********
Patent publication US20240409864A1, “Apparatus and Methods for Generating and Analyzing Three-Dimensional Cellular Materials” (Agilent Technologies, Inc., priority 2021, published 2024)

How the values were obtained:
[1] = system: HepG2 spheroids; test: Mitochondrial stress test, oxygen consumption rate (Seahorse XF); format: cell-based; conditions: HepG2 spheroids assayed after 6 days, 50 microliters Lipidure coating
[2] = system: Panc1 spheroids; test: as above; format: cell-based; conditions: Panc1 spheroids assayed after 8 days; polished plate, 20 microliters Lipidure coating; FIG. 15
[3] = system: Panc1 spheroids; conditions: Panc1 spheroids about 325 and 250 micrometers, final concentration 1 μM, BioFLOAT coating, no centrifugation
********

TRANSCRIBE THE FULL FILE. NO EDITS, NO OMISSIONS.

Patent publication US20240409864A1, “Apparatus and Methods for Generating and Analyzing Three-Dimensional Cellular Materials” (Agilent Technologies, Inc., priority 2021, published 2024)

How the values were obtained:
[1] = system: HepG2 spheroids; test: Mitochondrial stress test, oxygen consumption rate (Seahorse XF); format: cell-based; conditions: HepG2 spheroids assayed after 6 days, 50 microliters Lipidure coating
[2] = system: Panc1 spheroids; test: as above; format: cell-based; conditions: Panc1 spheroids assayed after 8 days; polished plate, 20 microliters Lipidure coating; FIG. 15
[3] = system: Panc1 spheroids; conditions: Panc1 spheroids about 325 and 250 micrometers, final concentration 1 μM, BioFLOAT coating, no centrifugation